I try to banish the thought that Llosa has passed the threshold to old age and has become a grumpy old man who believes that everything about the past was better than the present for the simple reason that the past coincided with his youth.

P.S. By the way, has anybody here read Vargas Llosa’s most recent novel El héroe discreto and can tell me if it’s worthwhile? It’s set in Peru, which is a great relief after Llosa’s tiresome attempts to write about Ireland, France, and God knows what else.

How do you decide what book to read next?

Joshua Kim’s article in Inside Higher Ed made me consider this question. Here is the answer Kim provides:

I always go first to . A good review attached to a subject that I’m interested in, or an author that I like, will almost always result in a purchase (as an Amazon Audible audiobook or a Kindle e-book). A middling or bad review – no sale. Sometimes I’ll do a Google search for “book review (book title)” – and read reviews from other sites – but rarely. If the book is reviewed on IHE, then I’m definitely buying. This book selection process has been seriously disrupted by the NYTimes paywall. Sure, it is easy to get around (just do a Google search with the headline of the article you want to read) – but this is an extra and unpleasant step.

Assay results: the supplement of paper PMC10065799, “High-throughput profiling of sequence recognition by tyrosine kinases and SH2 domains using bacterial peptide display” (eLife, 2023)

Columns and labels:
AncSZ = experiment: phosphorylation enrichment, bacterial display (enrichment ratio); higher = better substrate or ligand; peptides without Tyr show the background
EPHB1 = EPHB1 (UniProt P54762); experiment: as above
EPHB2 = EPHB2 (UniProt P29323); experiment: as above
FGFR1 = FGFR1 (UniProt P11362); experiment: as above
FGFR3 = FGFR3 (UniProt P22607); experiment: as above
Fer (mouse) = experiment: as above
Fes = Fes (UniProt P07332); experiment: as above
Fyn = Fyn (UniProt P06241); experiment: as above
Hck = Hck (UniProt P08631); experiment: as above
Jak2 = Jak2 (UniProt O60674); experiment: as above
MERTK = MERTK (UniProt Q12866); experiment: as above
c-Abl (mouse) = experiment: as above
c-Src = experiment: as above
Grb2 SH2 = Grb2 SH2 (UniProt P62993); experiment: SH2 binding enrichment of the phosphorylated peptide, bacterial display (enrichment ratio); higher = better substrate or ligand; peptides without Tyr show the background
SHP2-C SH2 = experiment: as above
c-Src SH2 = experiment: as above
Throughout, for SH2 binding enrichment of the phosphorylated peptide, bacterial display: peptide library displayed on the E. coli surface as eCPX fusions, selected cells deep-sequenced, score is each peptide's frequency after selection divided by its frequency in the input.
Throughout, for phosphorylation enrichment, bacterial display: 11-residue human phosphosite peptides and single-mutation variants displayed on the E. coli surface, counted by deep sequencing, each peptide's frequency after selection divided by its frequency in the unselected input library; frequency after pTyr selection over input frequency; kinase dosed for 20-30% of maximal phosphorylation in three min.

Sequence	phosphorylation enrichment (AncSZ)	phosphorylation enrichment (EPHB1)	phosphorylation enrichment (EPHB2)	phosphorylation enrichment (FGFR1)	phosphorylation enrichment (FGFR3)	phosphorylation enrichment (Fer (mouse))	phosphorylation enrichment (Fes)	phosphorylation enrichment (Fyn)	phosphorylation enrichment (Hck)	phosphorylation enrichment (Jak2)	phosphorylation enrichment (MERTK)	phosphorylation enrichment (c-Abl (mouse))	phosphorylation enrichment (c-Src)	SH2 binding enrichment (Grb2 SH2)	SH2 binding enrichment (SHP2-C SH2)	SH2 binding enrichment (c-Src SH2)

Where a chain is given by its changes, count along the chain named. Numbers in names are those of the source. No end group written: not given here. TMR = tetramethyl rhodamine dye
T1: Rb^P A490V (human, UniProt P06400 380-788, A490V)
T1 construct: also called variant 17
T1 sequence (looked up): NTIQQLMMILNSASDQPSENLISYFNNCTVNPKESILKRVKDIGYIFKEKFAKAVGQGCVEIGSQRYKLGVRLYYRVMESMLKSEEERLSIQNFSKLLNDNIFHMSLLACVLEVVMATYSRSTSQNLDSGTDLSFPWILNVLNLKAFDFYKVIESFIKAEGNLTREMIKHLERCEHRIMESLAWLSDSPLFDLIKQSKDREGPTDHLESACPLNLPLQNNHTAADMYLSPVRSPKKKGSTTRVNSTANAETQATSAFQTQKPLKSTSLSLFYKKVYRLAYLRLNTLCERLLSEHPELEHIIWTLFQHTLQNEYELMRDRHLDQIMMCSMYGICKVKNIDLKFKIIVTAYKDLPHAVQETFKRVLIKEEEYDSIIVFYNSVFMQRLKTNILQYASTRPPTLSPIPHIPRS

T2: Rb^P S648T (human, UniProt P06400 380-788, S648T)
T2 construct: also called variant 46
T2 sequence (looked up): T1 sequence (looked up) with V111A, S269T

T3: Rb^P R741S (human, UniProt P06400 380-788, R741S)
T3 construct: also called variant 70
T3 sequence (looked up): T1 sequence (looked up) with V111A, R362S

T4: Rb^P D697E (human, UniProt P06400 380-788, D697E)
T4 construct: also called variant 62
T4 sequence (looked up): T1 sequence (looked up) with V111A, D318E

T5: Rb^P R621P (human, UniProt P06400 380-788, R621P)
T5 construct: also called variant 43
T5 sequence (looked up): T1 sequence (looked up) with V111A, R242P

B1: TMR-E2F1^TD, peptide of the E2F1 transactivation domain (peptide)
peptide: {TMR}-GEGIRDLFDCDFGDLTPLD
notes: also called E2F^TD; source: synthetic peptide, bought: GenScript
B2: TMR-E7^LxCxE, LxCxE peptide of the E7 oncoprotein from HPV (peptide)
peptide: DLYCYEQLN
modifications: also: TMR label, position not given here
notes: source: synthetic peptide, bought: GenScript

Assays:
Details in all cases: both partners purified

I find this account very curious because it is so different from how I buy books. For me, the main – and I’d say the only – source of reading suggestions is the Amazon. I’ve spent so much time and money there that Amazon really knows me well and always recommends books that will interest me. I’m very familiar with Amazon’s structure and the different ways one can search for reading matter on it. I now try to avoid the site as much as possible because it’s hard for me to leave it without a purchase.

It’s strange to me that Joshua Kim relies on the NYTimes so much for his choice of books to read. I dislike NYTimes and discontinued my Kindle subscription to NYTimes Book Review because, for the most part, the books it reviewed were part of what I refer to as “reading for housewives”: cheesy, overly sentimental fare of the tearjerker variety. The reviews were always dedicated to retelling the plot in as much detail as possible, which is something that even the least bright among the Amazon reviewers know not to do.